Sunday, July 27, 2003

Our soccer stars fought England's best

James Reaney, Free Press Arts & Entertainment Reporter
2003-07-27 03:59:12

Soccer's roots in the Forest City go deep. But even an expert doesn't know just how deep.
"As for the history of soccer in London, that is something of a puzzle . . . the early history of the game in the London area seems to be in the towns and villages surrounding London, rather than in London itself," e-mails Canadian soccer historian and author Colin Jose. "I rarely come across anything about London itself before 1930."
All the talk about the possibility that soccer might be played at baseball-friendly Labatt Park has had me checking with Jose for details of its early days.
Around London, the game flourished in the late 1800s. Its driving force was the Western Football Association, founded in 1880 -- not so long after the first-ever Football Association was formed in England in 1863, setting the organizational rules for the game we now know as soccer.
"The Western Football Association is one of the forgotten stories of Canadian sports history," Jose writes. "Formed in Berlin (Kitchener) . . . the WFA spread throughout all of Ontario west of Kitchener and before and after 1900 every little town and village in that area seemed to have a soccer team. Seaforth, for example, was a power in Ontario soccer in those days and won the Ontario championship in 1905."
There was a London team in Western Football Association play in the early 1900s, playing at the old St. John's Athletic Club grounds.
Among the London stalwarts was goalkeeper James Couse. When he wasn't holding the fort against sides from such places as Salford and Woodstock, he was the manager of the United Typewriter Co. Ltd.
The association also had a much-admired referee, often mentioned in Free Press coverage. The applauded official was William M. Govenlock, a teacher at the old Collegiate Institute, forerunner of Central secondary school.
The First World War devastated the Western Football Association, Jose believes, with its players going off to fight -- and die -- in France. The league did not recover from the war era.
Fast-forward to the early 1930s, where Jose's research and the London soccer scene do connect. There are two peaks that stand out -- May 26, 1930, and May 25, 1931. The dates share a British connection with London soccer.
Scottish champion Kilmarnock played an exhibition match against a London and district all-star side in 1930. Almost exactly a year later, a touring England team, including legendary Birmingham City keeper Harry Hibbs, played another all-star team. London centre-forward Bernard Maule, of the local Thistles side, seems to have been the only soul to play in both matches.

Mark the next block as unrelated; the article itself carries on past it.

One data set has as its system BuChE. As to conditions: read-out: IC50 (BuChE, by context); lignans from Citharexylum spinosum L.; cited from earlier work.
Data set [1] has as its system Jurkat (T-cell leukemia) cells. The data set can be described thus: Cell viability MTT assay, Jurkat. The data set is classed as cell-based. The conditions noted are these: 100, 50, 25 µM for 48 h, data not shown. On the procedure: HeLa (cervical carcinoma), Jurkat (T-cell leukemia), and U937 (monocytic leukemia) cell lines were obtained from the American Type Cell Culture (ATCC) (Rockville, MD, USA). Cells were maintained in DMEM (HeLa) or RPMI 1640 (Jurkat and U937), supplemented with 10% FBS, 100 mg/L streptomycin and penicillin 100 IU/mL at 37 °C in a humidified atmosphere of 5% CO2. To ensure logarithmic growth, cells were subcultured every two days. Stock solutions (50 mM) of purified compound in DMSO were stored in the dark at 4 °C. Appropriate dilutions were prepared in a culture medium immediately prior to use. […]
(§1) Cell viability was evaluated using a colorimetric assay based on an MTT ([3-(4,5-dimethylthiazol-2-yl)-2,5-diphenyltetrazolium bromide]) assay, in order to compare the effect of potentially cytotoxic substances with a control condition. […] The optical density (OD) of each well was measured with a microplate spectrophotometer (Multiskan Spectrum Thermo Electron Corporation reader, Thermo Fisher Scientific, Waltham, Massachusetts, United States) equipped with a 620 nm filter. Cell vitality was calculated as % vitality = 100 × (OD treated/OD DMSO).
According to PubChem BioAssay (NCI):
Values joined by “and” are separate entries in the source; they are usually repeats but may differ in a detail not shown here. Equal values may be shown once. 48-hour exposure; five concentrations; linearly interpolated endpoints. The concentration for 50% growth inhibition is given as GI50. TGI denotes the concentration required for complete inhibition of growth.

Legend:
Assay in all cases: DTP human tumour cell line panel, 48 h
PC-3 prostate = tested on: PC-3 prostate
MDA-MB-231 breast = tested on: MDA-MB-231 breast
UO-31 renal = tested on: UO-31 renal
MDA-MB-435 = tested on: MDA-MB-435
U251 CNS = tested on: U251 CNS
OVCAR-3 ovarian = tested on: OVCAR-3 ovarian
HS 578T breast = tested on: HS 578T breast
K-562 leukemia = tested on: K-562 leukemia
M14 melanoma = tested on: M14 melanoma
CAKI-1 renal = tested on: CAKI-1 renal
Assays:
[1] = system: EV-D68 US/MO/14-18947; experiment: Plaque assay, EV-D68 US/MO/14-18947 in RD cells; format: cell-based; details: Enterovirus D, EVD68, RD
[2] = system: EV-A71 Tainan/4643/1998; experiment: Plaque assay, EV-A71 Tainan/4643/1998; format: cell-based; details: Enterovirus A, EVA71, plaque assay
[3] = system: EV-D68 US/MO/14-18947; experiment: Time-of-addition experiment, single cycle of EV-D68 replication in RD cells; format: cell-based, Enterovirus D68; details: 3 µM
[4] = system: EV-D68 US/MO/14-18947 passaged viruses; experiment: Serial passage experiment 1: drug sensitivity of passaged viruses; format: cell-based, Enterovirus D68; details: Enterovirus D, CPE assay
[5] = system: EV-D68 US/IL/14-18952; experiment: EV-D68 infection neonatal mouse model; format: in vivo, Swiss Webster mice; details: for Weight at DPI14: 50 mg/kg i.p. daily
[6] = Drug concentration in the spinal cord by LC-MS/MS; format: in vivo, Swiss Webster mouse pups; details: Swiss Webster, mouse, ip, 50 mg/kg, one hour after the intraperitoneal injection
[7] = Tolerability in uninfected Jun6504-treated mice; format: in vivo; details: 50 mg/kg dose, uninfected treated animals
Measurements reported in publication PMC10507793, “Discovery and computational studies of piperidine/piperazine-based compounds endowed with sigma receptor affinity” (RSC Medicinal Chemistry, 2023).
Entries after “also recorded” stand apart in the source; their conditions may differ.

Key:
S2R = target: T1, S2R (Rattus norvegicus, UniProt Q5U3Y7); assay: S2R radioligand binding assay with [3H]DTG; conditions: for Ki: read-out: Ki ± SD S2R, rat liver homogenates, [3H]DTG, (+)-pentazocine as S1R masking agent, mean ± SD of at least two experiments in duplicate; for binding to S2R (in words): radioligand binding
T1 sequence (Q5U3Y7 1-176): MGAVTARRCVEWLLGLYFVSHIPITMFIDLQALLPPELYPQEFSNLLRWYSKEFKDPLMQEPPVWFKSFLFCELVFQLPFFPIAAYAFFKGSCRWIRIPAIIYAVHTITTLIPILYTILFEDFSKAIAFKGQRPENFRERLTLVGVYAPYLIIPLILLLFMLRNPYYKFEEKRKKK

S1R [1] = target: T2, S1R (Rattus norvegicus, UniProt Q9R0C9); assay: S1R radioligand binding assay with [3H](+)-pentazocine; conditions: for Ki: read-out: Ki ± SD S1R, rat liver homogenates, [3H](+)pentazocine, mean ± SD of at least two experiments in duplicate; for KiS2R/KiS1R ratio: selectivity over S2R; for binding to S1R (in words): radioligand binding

Both matches attracted thousands of fans to the Western Fair's old Queen's Park grounds. Both were hailed as the biggest day in London's soccer history. No photographs of the excitement were to be found, but stories hail the display of team photos to the approval of London dignitaries at official banquets.
The visitors won both years. Kilmarnock prevailed 3-1 before 4,000 fans, and the London keeper E. Bickford (no first name was included in the game story), of the Ontario Hospital side, "was called up to make many sensational stops." A year later, before about 3,000 fans, England was the 4-1 winner as London and district keeper Bumps Wright of St. Thomas "gave a marvellous display of goaltending seldom seen . . . it was the goalkeeper against the whole of the visitors and he was not to be denied."
You get the picture. The home sides were kept in each game by stellar performances from their keepers. Perhaps the tourists did not press home their advantage, content to make polite noises about the hard work of their Canadian opponents and the skill of those colonial keepers.
But let us not sell the London side short, especially against the English visitors. The England players were opening their Canadian tour in London and would later triumph at all their stops, including Montreal, Toronto and Vancouver. In just 16 matches across Canada, England scored 107 goals, giving up just 12. By that measure, London's 4-1 loss does not look too bad.
Jose's account of England's 1931 tour has Jimmy Cookson of English league power West Bromwich Albion, scoring 21 times. He opened the scoring at London, about 30 minutes into the match and later scored again. Wright also stopped him several times.
It was no shame to be scored on by Cookson in 1931. Later that year, in a reserve team game, Cookson scored seven time as West Brom thrashed Liverpool 10-0.
The best advice at the time came from Kilmarnock Football Club president Andrew McCullouch.
"I might state that the time will come when touring teams will get defeated regularly," McCullouch told the banquet after the Scottish side's victory. "I would suggest that football be taught in the schools and that the Canadians develop Canadian players. In this way, you would establish machinery for a steady source of supply."
Then McCullouch proved even hard-headed soccer moguls know the game is more than a matter of supply and demand.
"There appears to be a spirit of happiness in this country," he rhapsodized.
Who could argue? London soccer history is a happy goal any time.


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